Sowing New Seeds

Usually, POD feels a twinge of sadness this time of year. Okay, more than a twinge. Yes, the deck is prospering and yes, the farmers’ markets are flowing, and yes, the kitchen is humming with fresh produce, but the end is near. And it hurts.

What makes POD happy? Seeds. So this year, instead of resigning myself to the end of an era, POD’s expanding. Who knows how it’ll turn out, but it seems worth a shot. Unlike the rest of the produce on the 2009 little blue deck, this is new uncharted territory.

Thanks to the now-dead Django restaurant, a Philly favorite until the chef/owners relocated to the ‘burbs and left a pale imitation in their wake, POD and her lovely husband discovered that Brussels sprouts don’t totally suck. Add some butter and bacon and you’re good to go.

These seeds (selected because they’re Franklin Hybrids — and POD is a Philly garden, after all) from Territorial Seed Company, are enjoying some rich, firmly packed organic soil and plenty of indoor sunlight and stable temps. They should germinate in a couple of weeks or so. Check back for progress reports. These sprouts are also apparently quick to mature — a big considerations this time of year.

There’s even enough to share with a certain Philadelphia City Paper Editor.

Here’s hoping for a mild winter and a bonus crop.

brussels sprout seeds
brussels sprout seeds

Parsley, Rescued

Christmas brought a nice little package from the Mother-In-Law. In it was a lovely December pick-me-up: parsley in a bag. Although that particular mid-winter experiment failed miserably (um, POD forgot about it during the week-long dark germination phase), POD had the foresight not to use all the seeds and planted the remainder on deck in late May.parsley

To great success! After soaking the remaining seeds (about 8-12, if memory serves) in warm water overnight, then planting them in a shady area, and moving them (after germination) into the part-sun portion of the deck extension, they’ve been thriving. Most recently they were the star of this particular pantry meal:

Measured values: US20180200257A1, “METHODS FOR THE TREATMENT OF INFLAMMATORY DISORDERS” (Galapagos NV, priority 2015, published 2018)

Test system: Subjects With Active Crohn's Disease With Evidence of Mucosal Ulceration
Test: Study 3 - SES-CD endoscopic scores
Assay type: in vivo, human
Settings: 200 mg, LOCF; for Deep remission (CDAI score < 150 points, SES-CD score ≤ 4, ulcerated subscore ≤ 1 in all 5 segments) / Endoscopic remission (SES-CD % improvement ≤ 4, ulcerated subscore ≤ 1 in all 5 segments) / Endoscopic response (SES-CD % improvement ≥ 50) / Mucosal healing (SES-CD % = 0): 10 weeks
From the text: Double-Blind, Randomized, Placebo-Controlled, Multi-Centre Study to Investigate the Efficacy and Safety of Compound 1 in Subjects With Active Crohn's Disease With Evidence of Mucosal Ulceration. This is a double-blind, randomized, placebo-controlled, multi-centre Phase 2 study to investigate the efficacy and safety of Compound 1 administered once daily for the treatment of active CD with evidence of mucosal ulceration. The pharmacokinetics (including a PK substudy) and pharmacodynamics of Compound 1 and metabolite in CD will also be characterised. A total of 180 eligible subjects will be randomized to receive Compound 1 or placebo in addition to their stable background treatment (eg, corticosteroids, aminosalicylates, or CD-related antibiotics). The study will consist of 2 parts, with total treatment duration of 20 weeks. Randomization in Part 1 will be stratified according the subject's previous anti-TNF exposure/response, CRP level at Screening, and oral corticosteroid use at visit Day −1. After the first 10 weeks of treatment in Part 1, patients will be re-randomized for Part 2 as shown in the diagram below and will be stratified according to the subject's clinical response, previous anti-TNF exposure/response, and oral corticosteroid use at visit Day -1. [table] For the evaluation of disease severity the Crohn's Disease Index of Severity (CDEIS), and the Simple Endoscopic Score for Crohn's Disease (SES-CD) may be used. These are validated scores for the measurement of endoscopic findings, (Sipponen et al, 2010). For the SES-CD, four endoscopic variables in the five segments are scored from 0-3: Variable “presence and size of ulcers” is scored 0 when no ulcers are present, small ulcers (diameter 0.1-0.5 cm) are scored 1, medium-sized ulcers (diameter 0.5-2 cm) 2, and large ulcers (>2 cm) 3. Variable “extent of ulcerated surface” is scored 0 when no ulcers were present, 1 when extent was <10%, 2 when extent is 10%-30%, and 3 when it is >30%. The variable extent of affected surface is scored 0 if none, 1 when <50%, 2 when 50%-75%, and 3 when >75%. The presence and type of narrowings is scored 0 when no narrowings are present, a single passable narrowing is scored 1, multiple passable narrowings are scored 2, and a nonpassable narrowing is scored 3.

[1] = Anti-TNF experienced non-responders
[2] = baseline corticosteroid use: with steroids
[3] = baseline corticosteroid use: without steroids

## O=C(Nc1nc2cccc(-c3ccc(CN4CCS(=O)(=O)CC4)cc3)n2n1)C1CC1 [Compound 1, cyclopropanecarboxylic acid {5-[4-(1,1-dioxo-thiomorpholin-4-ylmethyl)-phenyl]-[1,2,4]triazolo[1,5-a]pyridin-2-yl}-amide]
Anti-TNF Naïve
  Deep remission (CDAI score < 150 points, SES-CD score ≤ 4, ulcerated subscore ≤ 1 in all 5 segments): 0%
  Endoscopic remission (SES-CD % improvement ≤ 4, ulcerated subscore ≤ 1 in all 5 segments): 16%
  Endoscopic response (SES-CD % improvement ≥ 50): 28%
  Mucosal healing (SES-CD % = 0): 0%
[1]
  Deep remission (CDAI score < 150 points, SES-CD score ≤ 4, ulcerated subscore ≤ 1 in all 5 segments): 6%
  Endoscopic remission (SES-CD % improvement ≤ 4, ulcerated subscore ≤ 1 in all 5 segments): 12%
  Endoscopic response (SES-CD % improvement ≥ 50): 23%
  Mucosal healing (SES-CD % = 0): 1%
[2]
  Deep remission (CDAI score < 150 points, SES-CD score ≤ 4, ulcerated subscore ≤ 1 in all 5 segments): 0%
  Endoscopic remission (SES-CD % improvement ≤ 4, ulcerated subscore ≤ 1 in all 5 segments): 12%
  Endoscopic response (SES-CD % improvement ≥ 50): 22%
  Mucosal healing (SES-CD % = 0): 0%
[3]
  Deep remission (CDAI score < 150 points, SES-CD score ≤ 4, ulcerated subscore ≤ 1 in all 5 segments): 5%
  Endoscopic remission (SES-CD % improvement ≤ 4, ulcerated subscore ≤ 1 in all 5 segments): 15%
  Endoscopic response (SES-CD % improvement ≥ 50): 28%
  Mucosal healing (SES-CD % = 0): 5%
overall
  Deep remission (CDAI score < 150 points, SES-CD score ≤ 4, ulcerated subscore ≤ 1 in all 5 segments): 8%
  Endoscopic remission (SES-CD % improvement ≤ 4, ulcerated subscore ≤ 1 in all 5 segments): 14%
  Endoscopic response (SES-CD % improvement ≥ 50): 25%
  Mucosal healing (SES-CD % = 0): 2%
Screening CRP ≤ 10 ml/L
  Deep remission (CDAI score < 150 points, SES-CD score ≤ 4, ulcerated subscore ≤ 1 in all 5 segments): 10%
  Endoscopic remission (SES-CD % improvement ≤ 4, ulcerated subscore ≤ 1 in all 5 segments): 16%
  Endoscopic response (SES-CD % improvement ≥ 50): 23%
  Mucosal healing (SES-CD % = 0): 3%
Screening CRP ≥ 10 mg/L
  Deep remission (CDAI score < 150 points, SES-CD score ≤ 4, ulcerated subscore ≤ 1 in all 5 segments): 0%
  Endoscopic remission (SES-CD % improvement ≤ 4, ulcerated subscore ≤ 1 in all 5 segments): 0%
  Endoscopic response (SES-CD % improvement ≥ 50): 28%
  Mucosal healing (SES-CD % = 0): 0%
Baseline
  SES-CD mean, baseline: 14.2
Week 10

Chickpeas with Tomatoes and Almonds
Serves 4-6

2 cans chick peas, rinsed and drained
2-3 Tbs olive oil
1 large onion, grated or very finely minced
14 oz plum tomatoes, (canned are fine) drained and chopped
1/8-1/4 tsp. sugar
generous pinch of saffron (40 threads or so)
3-4 cloves garlic, peeled and chopped
1/4 tsp. Kosher or sea salt
1/3 c. toasted almonds OR, even better, marcona almonds
1/4-1/2 c. flatleaf parsley, chopped
2 c. chicken stock (or vegetable stock)
salt and pepper to taste
1/2 lemon, juiced

1) Drain and rinse the chick peas
2) Heat olive oil over medium and saute the onion until it’s soft and nicely golden. About 30 minutes. Add the chopped tomatoes and sugar, simmer 10-15 minutes. Remove from heat
3) In a mortar, combine the garlic and salt and mix until a smooth garlic paste has formed. Add the saffron, almonds, and parsley to the garlic paste and grind to a thick paste.
4) Add the parsley mixture and chicken (or vegetable stock) to the onions and tomatoes. Return the mixture to a biol over medium-high and simmer until it has reduced to a thick sauce. About 10-15 minutes. Season with salt and lemon juice to taste.